3 Page 2 of 18 Francesca Östberg Introduction Core activities of social work professionals in Swedish municipal child welfare agencies are to receive, assess, investigate and make decisions on reports of child maltreatment and applications for support. When the information is received, a sorting process begins. This sorting continues in different stages all the way to final decisions on interventions to be made. Little research has been done on the inflow of cases and front line social work in child welfare. This article builds upon results from a study performed at two Swedish local agencies where reports and applications were followed until a decision was arrived at. Social work practice was examined along the entire process with a focus on how social workers used their own discretion and what factors influenced the decisions made (Östberg, 2010). Social workers are the ones who interpret and perform make concrete social policy, being closest to the client. To be able to perform the job and handle complex problems, a relatively high degree of discretion is required (Lipsky, 1980). Whether discretion still exists has been questioned by Howe (1992), who points out that practice has become so administrative and regulation-driven that individual discretion no longer exists. Evans and Harris (2004) argue that, when social policy is not clearly defined, boundaries for discretion may be necessary to support good practice in the interests of service users, calling attention to the fact that the professionals themselves demand clearer guidance. They also argue that more rules and regulations might not limit discretion but, on the contrary, increase it, because of the risk for goal conflicts, with a greater degree of individual interpretation as a consequence. Rules can also be used for manipulating purposes, they argue, which is why discretion should not be looked upon as something good or bad per se. In research on decision making, the aim should be to investigate and to analyse where in the decision process discretion is increased or reduced, and by whom and in whose interests. The study this article builds upon is one way of finding that out. Aim and research questions The aim here is to describe and to analyse some of the results stemming from social workers assessments and decisions and, more specifically, to identify factors influential for instigating an investigation. Such factors may be linked to the client, to the professional discourse, to the law and to local and national policy as well as to the organisation. The article discusses what kind of pattern is produced and the implications of this pattern for different groups of children and families, for different types of social problems and for the character of the work itself.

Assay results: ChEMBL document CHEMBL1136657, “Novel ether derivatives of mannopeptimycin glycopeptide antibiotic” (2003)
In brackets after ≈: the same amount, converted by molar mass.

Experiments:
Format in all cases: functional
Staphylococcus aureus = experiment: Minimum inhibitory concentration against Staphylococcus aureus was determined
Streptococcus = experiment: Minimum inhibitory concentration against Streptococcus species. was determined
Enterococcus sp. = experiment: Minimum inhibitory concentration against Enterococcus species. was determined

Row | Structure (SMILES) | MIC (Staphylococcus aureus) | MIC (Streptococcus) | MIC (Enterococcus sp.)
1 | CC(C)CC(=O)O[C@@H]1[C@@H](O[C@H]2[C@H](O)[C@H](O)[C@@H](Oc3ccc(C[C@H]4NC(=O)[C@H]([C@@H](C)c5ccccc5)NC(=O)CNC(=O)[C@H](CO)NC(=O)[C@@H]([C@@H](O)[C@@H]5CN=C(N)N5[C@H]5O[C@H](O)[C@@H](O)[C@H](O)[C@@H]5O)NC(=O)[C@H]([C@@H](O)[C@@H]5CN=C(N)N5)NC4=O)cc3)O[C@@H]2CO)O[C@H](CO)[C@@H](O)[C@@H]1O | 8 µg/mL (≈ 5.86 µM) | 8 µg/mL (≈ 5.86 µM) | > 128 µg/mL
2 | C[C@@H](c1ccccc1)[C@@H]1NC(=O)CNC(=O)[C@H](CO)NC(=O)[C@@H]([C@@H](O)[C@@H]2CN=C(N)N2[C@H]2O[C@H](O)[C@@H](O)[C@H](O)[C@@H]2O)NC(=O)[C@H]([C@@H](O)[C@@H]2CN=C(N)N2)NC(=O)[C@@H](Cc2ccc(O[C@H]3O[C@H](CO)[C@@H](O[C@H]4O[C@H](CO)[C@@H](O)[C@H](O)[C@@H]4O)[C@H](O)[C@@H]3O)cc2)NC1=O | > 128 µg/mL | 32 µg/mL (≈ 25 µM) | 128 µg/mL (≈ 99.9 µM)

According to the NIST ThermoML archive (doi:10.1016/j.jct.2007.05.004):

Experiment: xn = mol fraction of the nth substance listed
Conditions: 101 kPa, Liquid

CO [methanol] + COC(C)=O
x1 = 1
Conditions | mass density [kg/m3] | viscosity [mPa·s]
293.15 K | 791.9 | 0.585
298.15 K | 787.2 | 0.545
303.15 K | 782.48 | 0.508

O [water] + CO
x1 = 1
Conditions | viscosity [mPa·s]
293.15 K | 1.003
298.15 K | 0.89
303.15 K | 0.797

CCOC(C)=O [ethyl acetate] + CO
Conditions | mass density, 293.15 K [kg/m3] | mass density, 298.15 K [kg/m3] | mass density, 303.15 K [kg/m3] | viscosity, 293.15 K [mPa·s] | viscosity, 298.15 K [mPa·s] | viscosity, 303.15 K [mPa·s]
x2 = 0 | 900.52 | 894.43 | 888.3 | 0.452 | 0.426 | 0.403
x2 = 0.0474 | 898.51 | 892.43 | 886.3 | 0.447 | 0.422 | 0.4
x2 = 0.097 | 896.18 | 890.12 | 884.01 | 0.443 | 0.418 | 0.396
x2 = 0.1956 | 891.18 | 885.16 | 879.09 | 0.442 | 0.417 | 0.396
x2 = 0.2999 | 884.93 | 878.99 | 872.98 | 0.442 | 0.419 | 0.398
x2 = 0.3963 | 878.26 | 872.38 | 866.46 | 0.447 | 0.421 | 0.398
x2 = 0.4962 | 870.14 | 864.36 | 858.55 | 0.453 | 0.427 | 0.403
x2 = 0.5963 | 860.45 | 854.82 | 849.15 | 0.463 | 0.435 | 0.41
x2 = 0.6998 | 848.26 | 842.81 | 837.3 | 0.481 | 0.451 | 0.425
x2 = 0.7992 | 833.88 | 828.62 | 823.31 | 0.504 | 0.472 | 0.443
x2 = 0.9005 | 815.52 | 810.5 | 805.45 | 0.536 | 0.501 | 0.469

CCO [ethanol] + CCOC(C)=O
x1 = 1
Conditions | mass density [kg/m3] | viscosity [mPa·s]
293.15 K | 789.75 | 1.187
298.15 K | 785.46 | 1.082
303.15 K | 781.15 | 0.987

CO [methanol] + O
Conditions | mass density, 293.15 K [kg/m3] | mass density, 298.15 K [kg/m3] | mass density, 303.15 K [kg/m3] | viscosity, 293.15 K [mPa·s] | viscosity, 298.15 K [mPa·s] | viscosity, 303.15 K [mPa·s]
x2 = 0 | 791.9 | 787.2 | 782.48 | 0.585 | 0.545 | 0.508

4 Using Consensual Ideology Page 3 of 18 Background In comparative studies the Swedish child welfare system is often described as a family service system with emphasis on preventive interventions in partnership with families. However, this paints an oversimplified picture of the governing acts as well as of actual practice. It is more correct to describe the system as mixed, with functions to protect children as well as to support families. Voluntariness and support to families and the parent child relation are key words, with support and protection looked upon as intertwined (Andersson, 2006). In recent years, emphasis has also been placed on acknowledging the best interests of the child, and that children s own views and perspective should to a higher degree influence social work with children and families. Professionals are obliged to report any suspicion of domestic conditions harmful for the child as well as problems related to the behaviour of adolescents to the social services and it is the responsibility of the agency to investigate. An investigation can also be initiated by request from families. Focus in the investigative procedure is not the substantiation element. The objective is to determine whether interventions are called for an objective that is more closely related to the family service function. Interventions are legitimised by a prognosis of potential future harm, but the degree of thoroughness may vary depending on the nature of the case. Child abuse or neglect is not a typical or even a necessary reason for providing child welfare services. Compared with Anglo-Saxon countries, child protection has been conceived quite differently in Sweden, which always has had fewer laws dealing specifically with child abuse. In Sweden, child welfare services have the primary responsibility for young offenders and interventions are not primarily punitive in nature. Swedish child welfare is a municipal responsibility contrary to the UK, but local authorities in both countries have duties and responsibilities towards children in need in their area. The Swedish social services have in recent years been criticised for lack of precision and for missing some children in dire need of support and protection (SOU 2009:68; SOU 2006:65). The question raised is whether this system, with its double mandate of support and control, does not tend to miss the very young children who are neglected and abused. One argument for why young children are not investigated is the pressure on social workers to deal with a continuing increase in adolescents disorder problems (Cocozza et al., 2007). Another argument is that Swedish social workers identify themselves primarily as child welfare workers aiming to support families in their parenting role, with the risk of not focusing enough on child protection procedures and leading to a lack of competence in child protection matters (Khoo, 2004).